Before he was a pop star or a regular presence on reality TV, Pete Burns was a clothes designer and the proprietor of a shop in Liverpool's Casey Street, catering to the city's burgeoning punk scene.
By all accounts, he took what you might charitably call a unique approach to the business of selling clothes: abusing his customers, informing them the clothes they’d just bought were “crap”.
Julian Cope of the Teardrop Explodes, later recalled him mercilessly mocking people he spotted around town wearing his designs: "'The state of her,' Peter would cackle in his camp posh-Scouse whinny".
Burns took a similarly confrontational approach to music. His musical career began with a band called the Mystery Girls, which featured fellow Liverpool punk scenester Pete Wylie – later of Wah! and Cope.
The latter said Burns had "as snotty a voice as you could wish to hear" and that his performance style was influenced by Wayne County, the transgender US glam punk best known for onstage shock tactics and a song called F**k Off.
Their solitary gig was apparently desultory, but Burns's willingness to affront was similarly evident in his next musical venture, the gothic rock band Nightmares in Wax: the band was originally named Rainbows Over Nagasaki; their solitary EP was titled Birth of a Nation, a name it shared with DW Griffith's infamously racist 1915 film.
However, the music on it was more intriguing and idiosyncratic than the provocations suggested. Lead track Black Leather married post-punk guitars with a furious disco beat, a raw, vaguely Marc Bolan-inspired vocal, lyrical interpolations from both Iggy Pop’s Sister Midnight and KC and the Sunshine Band’s That’s The Way (I Like It) and homoerotic lyrics: “I do big muscle boys on motorbikes … I like a filthy, greasy cock”.
Heard today, it sounds not unlike a punk precursor of the kind of thing another Liverpool band, Frankie Goes to Hollywood, would later streamline into multi-platinum success.
The band changed their name to Dead or Alive: if a single like 1982’s The Stranger had nothing musically in common with that year’s big new pop sensation Culture Club – it stuck fast to a post-Siouxsie and the Banshees gothic rock template – then the appearance in the charts of a dreadlocked, make-up sporting androgyne like Boy George proved that Burns’ similarly striking appearance was no barrier to commercial success (Burns, of course, claimed that Boy George had stolen his look).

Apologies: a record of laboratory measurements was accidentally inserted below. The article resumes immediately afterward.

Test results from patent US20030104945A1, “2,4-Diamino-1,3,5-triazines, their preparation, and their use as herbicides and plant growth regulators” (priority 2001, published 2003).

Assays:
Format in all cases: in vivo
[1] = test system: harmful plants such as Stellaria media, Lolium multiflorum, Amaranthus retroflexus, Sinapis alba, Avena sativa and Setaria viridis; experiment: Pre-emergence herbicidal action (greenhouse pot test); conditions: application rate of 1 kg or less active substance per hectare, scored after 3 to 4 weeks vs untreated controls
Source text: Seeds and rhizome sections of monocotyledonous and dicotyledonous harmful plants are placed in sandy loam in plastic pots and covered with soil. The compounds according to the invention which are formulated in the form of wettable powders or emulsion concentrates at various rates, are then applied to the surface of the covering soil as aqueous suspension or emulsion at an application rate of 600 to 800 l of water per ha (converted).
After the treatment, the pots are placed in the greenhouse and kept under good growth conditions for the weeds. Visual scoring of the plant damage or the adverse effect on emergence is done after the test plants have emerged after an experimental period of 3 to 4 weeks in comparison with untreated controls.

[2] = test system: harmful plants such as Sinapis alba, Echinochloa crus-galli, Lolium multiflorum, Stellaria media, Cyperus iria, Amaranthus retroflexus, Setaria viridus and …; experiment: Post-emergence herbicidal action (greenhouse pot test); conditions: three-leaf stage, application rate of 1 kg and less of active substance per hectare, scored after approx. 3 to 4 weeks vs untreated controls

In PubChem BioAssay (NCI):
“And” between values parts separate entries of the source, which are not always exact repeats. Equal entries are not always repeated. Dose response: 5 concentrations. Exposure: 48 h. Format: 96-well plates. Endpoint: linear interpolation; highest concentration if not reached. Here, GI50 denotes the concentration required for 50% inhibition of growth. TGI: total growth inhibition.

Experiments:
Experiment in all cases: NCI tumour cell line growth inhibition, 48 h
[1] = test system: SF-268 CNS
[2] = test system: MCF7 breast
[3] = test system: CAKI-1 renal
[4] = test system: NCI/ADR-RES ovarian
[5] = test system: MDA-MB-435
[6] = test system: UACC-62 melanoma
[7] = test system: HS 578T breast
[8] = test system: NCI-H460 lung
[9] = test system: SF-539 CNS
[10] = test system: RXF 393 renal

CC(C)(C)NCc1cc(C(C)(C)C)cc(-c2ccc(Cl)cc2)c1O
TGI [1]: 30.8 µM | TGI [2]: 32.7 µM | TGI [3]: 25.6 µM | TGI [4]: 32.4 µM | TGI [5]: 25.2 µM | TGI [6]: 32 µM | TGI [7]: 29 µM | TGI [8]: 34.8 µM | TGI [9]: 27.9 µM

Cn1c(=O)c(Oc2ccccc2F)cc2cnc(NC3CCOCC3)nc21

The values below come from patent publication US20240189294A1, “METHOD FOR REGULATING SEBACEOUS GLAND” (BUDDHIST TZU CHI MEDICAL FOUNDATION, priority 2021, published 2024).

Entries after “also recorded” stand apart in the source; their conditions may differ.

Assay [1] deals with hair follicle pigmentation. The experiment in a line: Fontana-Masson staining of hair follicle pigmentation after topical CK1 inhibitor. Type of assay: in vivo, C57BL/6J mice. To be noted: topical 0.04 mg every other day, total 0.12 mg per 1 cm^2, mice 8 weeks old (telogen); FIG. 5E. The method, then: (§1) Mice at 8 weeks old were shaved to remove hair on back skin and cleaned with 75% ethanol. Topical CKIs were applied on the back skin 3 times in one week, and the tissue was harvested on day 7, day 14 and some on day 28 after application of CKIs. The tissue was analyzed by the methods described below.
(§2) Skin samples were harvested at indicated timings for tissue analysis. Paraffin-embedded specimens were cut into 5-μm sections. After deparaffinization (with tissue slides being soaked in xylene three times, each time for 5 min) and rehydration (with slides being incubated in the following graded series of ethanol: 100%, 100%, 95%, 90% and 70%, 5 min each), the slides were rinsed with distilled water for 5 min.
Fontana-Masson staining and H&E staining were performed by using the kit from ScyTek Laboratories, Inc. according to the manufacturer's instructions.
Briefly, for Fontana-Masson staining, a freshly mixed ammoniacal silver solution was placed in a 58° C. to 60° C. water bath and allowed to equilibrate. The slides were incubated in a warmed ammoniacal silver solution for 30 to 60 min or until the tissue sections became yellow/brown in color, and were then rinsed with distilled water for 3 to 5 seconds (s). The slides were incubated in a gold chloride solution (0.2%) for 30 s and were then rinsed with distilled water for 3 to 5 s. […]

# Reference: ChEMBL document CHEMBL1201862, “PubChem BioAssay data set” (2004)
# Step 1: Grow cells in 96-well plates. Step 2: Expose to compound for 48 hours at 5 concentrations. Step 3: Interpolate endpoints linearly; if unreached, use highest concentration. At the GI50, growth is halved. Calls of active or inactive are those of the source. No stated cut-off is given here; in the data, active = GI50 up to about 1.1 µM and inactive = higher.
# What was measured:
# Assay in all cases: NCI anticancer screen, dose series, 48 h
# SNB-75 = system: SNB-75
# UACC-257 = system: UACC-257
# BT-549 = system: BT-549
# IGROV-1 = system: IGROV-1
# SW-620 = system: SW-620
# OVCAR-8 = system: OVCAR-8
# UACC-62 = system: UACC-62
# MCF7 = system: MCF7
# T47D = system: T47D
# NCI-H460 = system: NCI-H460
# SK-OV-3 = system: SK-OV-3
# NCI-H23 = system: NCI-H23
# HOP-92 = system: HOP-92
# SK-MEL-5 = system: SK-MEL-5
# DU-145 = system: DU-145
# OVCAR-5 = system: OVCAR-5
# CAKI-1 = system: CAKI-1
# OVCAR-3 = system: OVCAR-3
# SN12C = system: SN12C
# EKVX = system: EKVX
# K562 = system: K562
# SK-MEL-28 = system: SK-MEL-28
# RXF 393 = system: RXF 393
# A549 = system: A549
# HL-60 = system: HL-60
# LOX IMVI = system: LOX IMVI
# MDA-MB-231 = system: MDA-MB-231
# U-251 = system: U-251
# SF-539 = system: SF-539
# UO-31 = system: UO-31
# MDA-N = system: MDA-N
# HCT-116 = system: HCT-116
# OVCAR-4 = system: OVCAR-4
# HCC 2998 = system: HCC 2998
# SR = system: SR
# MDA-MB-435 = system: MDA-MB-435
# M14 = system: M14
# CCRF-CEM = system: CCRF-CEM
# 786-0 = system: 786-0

Dead or Alive gradually shed their guitars in favour of a more pop-friendly sound, marrying the gothic grandeur to dancefloor beats and the slap bass, as heard on their 1983 debut album Sophisticated Boom Boom.
It was only a minor success, and, in Burns’s recollection, their record company hated his idea for Dead or Alive’s next single, despite the fact that the band had recruited Stock, Aitken and Waterman, a production trio in the first flush of chart success: he claimed he had to pay for the recording out of his own pocket.
You Spin Me Round (Like a Record) turned out to be both a transatlantic smash hit and a flatly brilliant single, partly because it was a better song than anything Dead or Alive had released before, and partly because Burns caught Stock, Aitken And Waterman at the right moment, before the trio’s sound became too tinny and generic, when their productions still bore the frenzied influence of hi-energy, the pounding, electronic, oddly unfunky off-shoot of disco that was the main soundtrack of early 80s gay clubs.
Indeed, You Spin Me Round (Like a Record) is one of a handful of Stock, Aitken and Waterman productions that even people who revile the trio as the apotheosis of all that was wrong with music in the 80s tend to admit they like: it sounds thrilling and unstoppable, a piece of commercial pop music that captures the hedonism and hysteria of a dancefloor in the small hours.
Dead or Alive never really equaled it, although both the ensuing album Youthquake and its follow-up Mad Bad and Dangerous To Know had their moments – not least the 1986 single Something In My House – and they continued to be hugely successful in Japan, long after Britain had lost interest, at least in their music.
Burns had always been scabrously good value in interviews, and after his musical career waned, reinvented himself as a reality TV star, famed for the sharpness of his tongue and the preponderance of cosmetic procedures he subjected himself to: at one stage he claimed to have spent his life savings on reconstructive surgery after a botched operation on his lips.
There was clearly a sensitive side to him – he became a spokesman for a charity organisation that dealt with violence in homosexual relationships – but it understandably tended to be overshadowed by the confrontational side to his character: if Noughties reality TV seemed a very different world from the nascent Liverpool punk scene, the man who caused uproar and ended up being investigated by the police for gleefully informing his fellow inmates in the Celebrity Big Brother house that his coat was made of unlicensed gorilla fur (it wasn’t) didn’t seem that different from the cackling proprietor of the Casey Street shop, informing customers that the clothes they’d just bought were hideous. – (Guardian Service)